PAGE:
Trade Policy Tools

  1. Import Tariffs An import tariff is a tax collected on imported goods. Generally speaking, a tariff is any tax or fee collected by a government. Sometimes tariff is used in a non-trade context, as in railroad tariffs. However, the term is much more commonly applied to a tax on imported goods.
  2. Import Quotas Import quotas are limitations on the quantity of goods that can be imported into the country during a specified period of time. An import quota is typically set below the free trade level of imports. In this case it is called a binding quota. If a quota is set at or above the free trade level of imports then it is referred to as a non-binding quota. Goods that are illegal within a country effectively have a quota set equal to zero. Thus many countries have a zero quota on narcotics and other illicit drugs.
  3. Export Subsidies Export subsidies are payments made by the government to encourage the export of specified products. As with taxes, subsidies can be levied on a specific or ad valorem basis. The most common product groups where export subsidies are applied are agricultural and dairy products.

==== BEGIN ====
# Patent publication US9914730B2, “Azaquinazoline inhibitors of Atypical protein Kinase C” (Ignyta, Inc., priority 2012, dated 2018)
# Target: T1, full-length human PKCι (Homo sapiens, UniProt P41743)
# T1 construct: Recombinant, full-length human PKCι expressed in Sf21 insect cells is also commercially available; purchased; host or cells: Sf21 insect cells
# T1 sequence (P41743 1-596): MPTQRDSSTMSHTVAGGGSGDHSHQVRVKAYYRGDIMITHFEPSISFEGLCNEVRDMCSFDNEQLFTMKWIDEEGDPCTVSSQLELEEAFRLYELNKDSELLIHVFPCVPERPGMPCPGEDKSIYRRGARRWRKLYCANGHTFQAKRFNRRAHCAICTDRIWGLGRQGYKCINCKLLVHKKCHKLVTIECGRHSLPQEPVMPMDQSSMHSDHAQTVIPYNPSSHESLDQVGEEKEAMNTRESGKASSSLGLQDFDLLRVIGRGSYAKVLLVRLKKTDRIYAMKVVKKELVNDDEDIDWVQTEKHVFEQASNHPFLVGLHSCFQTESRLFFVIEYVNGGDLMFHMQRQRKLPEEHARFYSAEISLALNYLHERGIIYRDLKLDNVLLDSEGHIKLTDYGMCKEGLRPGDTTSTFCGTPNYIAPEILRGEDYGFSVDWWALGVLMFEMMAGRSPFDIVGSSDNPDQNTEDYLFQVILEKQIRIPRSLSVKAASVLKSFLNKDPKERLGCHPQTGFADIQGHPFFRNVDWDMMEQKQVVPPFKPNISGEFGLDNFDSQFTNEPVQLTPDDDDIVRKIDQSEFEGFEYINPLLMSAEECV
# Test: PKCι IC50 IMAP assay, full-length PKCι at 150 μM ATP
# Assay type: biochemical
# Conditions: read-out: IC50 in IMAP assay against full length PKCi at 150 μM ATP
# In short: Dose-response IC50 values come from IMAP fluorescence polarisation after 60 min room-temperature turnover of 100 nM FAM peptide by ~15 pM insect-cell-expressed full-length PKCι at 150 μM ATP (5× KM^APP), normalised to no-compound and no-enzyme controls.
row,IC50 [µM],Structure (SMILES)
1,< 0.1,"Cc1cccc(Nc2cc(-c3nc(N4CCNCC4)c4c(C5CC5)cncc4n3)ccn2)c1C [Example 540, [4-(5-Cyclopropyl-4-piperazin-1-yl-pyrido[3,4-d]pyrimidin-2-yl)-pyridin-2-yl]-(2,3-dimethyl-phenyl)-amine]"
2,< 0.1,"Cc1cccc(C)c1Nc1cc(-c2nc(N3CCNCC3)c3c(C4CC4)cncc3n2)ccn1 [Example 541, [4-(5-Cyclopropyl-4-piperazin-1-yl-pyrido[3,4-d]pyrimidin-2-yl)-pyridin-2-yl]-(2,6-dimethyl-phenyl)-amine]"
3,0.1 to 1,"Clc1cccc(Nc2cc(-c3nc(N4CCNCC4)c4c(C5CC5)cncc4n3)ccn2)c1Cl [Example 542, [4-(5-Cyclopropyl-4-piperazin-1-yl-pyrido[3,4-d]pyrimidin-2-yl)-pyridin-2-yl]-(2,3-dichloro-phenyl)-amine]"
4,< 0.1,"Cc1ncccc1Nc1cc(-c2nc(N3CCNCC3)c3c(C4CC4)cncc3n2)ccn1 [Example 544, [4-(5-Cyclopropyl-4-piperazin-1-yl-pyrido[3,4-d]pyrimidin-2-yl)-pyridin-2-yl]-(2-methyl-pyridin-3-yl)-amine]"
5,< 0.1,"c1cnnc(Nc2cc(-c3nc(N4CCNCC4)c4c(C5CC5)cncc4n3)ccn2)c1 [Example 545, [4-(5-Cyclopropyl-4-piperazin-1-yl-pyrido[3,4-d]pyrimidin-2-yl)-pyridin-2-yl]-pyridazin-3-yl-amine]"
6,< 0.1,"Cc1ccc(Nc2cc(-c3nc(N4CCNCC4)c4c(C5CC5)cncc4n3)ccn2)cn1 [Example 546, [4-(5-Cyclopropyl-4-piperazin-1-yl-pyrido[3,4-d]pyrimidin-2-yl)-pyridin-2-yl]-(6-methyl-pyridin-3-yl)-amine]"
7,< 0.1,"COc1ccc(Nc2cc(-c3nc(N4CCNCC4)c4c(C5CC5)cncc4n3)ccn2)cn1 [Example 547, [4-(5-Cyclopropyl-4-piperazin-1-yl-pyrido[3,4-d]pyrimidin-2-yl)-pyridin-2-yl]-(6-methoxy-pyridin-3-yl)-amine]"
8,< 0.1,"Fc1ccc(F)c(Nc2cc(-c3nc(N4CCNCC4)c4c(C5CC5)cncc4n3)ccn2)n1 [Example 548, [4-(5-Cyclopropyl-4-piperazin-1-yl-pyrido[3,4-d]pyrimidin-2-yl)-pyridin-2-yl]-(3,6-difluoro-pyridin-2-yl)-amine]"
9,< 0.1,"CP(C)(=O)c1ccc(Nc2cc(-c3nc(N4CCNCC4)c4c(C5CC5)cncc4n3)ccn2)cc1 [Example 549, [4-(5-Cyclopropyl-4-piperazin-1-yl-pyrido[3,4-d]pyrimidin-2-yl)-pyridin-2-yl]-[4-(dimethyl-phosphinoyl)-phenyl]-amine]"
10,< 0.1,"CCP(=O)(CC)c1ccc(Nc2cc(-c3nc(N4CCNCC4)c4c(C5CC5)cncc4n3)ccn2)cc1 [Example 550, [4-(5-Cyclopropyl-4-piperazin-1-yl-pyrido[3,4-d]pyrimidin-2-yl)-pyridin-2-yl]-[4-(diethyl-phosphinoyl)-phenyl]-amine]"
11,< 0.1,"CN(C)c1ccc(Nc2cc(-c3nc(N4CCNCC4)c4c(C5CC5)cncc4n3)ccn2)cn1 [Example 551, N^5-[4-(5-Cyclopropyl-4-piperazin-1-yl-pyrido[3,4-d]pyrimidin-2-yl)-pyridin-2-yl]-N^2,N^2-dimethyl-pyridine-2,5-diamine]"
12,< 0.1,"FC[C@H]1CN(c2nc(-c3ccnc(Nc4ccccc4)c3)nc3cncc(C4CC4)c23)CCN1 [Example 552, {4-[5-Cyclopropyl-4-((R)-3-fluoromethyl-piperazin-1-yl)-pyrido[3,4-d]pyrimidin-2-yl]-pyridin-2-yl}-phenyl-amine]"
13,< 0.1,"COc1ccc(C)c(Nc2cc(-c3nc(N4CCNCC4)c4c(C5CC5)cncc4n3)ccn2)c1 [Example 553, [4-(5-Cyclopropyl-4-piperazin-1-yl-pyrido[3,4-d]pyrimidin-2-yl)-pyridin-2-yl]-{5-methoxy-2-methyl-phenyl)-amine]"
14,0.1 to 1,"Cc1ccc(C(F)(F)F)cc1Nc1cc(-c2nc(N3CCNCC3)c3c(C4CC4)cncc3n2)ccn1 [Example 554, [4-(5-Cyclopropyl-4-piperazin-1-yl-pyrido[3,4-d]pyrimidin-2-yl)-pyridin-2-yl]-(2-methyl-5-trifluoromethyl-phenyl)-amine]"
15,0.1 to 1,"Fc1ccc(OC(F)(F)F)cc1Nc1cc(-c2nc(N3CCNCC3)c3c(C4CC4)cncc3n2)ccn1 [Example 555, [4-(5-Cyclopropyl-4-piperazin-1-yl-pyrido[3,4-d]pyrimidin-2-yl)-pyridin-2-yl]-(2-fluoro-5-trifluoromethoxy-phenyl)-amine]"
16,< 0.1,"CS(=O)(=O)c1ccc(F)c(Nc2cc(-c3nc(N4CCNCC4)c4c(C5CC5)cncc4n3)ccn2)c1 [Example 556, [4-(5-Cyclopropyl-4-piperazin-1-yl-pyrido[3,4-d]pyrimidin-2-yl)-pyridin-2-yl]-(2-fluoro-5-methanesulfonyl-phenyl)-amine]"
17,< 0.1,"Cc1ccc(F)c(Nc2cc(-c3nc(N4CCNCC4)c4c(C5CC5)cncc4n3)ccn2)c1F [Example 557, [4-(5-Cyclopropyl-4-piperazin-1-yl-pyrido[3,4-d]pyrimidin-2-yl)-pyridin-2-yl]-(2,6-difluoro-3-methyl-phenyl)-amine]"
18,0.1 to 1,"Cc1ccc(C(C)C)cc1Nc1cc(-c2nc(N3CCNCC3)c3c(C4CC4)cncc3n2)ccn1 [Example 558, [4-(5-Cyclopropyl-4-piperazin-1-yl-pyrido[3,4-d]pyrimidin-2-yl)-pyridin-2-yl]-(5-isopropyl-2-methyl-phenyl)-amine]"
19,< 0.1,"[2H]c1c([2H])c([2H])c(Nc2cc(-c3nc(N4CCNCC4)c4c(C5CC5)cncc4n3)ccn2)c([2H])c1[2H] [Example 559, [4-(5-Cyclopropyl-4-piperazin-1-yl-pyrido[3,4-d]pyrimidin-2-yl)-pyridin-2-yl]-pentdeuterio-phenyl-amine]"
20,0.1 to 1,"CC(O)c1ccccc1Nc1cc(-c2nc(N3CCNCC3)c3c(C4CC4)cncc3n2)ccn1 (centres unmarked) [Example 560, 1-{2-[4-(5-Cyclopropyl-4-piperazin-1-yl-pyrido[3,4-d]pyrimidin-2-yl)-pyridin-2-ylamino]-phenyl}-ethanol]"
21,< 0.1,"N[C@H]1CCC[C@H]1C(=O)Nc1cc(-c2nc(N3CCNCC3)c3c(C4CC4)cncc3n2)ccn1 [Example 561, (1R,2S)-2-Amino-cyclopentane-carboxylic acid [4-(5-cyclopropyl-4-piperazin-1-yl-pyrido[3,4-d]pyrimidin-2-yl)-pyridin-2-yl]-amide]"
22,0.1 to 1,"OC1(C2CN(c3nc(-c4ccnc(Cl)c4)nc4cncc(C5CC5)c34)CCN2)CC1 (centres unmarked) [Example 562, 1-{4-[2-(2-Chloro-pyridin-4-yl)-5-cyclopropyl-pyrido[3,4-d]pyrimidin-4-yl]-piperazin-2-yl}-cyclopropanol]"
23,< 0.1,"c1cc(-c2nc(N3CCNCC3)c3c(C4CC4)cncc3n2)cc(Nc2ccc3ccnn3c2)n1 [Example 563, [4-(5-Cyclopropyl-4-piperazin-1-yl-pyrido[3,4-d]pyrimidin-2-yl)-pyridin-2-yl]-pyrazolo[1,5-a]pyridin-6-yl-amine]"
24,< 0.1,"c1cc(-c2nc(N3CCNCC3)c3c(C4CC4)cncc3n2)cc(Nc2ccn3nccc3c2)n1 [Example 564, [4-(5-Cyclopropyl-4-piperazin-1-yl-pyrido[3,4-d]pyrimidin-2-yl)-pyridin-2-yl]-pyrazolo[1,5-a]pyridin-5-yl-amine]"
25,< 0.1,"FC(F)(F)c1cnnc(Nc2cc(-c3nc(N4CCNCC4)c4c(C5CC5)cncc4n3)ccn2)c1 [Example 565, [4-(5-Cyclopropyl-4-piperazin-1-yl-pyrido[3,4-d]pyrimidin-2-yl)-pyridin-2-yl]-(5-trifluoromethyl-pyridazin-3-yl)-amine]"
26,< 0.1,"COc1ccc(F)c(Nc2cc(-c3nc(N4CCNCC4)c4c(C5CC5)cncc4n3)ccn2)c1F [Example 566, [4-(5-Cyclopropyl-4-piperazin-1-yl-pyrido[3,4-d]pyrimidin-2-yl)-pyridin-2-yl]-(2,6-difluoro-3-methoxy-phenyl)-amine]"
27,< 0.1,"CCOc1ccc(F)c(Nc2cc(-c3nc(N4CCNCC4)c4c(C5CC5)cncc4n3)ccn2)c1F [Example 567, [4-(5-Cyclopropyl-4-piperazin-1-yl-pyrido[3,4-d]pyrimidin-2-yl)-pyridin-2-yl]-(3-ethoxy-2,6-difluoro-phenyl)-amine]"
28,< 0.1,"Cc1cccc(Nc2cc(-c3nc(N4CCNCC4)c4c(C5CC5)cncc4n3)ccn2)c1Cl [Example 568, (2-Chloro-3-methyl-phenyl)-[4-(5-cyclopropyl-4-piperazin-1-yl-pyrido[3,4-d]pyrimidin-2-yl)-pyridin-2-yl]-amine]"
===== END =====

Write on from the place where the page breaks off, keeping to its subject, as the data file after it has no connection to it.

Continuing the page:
Other Trade Policy Tools

  1. Government Procurement Policies A Government Procurement Policy requires that a specified percentage of purchases by the federal or state governments be made from domestic firms rather than foreign firms.
  2. Health and Safety Standards The U.S. generally has more regulations than other countries governing the use of some goods, such as pharmaceuticals. These regulations can have an effect upon trade patterns even though the policies are not designed based on their effects on trade.
  3. Red-Tape Barriers Red-tape barriers refers to costly administrative procedures required for the importation of foreign goods. Red-tape barriers can take many forms. France once required that videocassete recorders enter the country through one small port facility in the south of France. Because the port capacity was limited, it effectively restricted the number of VCRs that could enter the country. A red-tape barrier may arise if multiple licences must be obtained from a variety of government sources before importation of a product is allowed.

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